Tree cover helps gray foxes coexist with coyotes in the country
As coyotes have spread outside their native range into the eastern United States, they've been known to harass and kill North Carolina's two native species of fox. A new study finds that preserving tree cover may be essential in helping the gray fox survive with coyotes in rural areas, probably because of the fox's unusual ability to climb trees.
In the study published in Ecosphere, researchers used camera traps to find out where gray foxes coexist with coyotes in suburban, rural or wild areas of North Carolina. Surprisingly, they found gray foxes can coexist with coyotes in suburban forest fragments. However, in rural zones, they avoid areas where coyotes live that lack adequate tree cover.
"Coyotes are well known to persecute smaller foxes," said study co-author Roland Kays, research associate professor at North Carolina State University and director of the NC Museum of Natural Sciences Biodiversity & Earth Observation Lab. "They go out of their way, more than you see in other interactions between species, to really bully, chase and kill the smaller foxes. There is some reason for concern if this species is going to survive. How is that going to happen in an urban environment where you also have people?"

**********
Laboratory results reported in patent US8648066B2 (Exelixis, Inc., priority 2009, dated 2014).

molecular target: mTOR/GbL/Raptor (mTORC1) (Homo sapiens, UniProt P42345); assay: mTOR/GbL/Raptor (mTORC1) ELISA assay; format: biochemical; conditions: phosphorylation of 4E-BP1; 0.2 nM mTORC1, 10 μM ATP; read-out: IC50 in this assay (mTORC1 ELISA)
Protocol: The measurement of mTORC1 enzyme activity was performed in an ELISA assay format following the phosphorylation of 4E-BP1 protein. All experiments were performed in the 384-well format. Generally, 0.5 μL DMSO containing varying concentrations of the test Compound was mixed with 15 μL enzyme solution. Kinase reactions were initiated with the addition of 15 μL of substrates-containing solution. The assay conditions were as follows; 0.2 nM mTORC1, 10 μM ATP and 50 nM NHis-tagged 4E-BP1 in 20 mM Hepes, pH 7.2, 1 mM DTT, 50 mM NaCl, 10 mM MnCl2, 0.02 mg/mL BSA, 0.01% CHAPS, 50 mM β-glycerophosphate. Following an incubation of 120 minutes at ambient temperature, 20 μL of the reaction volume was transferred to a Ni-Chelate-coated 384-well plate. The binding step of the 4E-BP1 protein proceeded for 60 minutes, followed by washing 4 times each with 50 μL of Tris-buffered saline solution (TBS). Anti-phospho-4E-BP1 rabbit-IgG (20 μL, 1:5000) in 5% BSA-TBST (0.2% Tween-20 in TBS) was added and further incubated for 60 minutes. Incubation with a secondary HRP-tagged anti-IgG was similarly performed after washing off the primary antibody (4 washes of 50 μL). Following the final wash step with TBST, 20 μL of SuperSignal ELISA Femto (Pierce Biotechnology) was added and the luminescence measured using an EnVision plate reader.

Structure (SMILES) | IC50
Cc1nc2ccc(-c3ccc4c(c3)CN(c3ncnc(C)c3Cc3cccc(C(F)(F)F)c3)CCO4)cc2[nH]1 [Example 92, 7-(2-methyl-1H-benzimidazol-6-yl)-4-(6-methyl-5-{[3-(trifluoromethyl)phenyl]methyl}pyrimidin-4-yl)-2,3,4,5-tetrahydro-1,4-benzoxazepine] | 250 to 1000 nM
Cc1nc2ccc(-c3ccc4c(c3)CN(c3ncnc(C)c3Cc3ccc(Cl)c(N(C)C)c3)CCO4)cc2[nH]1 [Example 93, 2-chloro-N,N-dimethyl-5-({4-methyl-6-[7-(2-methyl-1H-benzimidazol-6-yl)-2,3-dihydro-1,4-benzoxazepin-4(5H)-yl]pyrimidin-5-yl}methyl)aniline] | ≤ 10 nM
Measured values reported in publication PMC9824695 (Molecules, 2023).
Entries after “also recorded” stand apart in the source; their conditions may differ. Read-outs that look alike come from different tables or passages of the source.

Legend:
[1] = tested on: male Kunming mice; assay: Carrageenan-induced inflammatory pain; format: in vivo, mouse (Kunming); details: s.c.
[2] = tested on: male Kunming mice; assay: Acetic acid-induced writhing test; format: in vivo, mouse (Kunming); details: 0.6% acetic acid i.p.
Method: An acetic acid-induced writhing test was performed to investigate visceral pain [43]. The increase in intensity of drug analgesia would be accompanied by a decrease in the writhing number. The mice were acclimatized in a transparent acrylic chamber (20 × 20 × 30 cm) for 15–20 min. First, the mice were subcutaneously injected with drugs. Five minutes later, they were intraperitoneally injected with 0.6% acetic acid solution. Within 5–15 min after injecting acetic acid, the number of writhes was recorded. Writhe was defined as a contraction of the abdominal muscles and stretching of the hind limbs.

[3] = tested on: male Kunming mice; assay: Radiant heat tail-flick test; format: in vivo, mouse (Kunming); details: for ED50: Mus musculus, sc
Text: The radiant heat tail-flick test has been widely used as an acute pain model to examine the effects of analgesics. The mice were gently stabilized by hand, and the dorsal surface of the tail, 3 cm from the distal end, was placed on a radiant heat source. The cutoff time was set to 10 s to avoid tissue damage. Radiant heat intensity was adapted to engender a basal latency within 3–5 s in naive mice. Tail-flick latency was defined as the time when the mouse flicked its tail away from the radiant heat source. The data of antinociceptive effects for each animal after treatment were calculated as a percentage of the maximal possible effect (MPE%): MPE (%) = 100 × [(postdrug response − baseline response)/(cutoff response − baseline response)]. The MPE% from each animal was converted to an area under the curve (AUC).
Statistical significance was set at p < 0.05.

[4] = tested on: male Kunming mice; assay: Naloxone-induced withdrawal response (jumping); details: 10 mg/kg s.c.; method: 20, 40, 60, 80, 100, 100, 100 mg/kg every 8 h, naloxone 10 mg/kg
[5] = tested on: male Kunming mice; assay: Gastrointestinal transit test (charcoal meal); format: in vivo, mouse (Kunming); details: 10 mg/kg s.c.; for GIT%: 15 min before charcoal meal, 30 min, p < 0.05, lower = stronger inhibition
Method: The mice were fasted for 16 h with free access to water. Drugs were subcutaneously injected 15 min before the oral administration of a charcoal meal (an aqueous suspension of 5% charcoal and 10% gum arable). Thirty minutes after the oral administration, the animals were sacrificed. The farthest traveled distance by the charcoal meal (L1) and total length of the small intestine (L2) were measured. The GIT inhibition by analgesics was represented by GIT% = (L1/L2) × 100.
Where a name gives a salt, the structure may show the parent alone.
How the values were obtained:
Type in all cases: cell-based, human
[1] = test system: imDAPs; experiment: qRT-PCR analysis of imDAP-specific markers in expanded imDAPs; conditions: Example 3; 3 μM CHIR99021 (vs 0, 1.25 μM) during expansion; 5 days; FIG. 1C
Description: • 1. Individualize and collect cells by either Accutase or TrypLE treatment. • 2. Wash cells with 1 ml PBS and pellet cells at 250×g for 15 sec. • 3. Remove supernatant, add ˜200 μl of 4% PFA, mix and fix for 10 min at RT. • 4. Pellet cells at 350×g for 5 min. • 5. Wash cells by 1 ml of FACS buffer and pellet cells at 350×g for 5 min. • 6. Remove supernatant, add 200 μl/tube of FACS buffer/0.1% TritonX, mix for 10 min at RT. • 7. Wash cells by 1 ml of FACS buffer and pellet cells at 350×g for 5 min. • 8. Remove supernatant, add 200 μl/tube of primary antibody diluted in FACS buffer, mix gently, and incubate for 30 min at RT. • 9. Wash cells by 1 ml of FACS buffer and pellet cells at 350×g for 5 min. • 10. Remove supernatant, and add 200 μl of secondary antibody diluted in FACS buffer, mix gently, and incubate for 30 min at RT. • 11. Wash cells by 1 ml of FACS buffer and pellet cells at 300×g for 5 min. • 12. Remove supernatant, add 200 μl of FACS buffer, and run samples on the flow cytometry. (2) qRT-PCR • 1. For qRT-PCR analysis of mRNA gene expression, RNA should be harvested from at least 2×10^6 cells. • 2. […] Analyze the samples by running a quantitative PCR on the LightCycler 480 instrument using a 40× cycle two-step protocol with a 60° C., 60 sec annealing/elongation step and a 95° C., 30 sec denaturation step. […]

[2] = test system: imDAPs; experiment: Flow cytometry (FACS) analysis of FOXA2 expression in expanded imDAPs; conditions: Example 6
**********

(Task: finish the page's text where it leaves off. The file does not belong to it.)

Coyotes have spread across North America from their native range in parts of the western United States, taking advantage of the fact that larger predators—such as cougars and wolves—aren't found in most of the eastern U.S. anymore.
"The general trend has been a decline in all carnivores, but there are some exceptions, and the coyote is one of the big exceptions," Kays said.
Researchers wanted to know how coyotes might impact where native species like the gray fox are now found—especially since urbanization could affect how the two species interact by fragmenting their habitats and disrupting food sources.
"Foxes are fairly common in urban areas, perhaps in part because coyote numbers are relatively low," said the study's lead author Arielle Parsons, postdoctoral research associate at NC State. "In the Midwest and western United States, there are indications of 'apparent decline' in fox populations concurrent with coyote population increases. We don't know if it's a true decline yet, but there's evidence it is."
The researchers used wildlife photos taken by volunteers to figure out where foxes and coyotes coexist. The photos came from 915 motion-sensitive cameras that volunteers placed in yards, forest fragments and open areas in suburbs, dense suburbs, rural and wild areas. Researchers used the photos to develop a model of whether the two species are likely to be found together, and at what times.
From 347 pictures of coyotes and 943 pictures of gray foxes, they found that the two species are most likely to be found together in areas of high housing density and low forest cover—i.e, the suburbs. Coyotes were generally less likely to live in high density housing areas than the gray fox.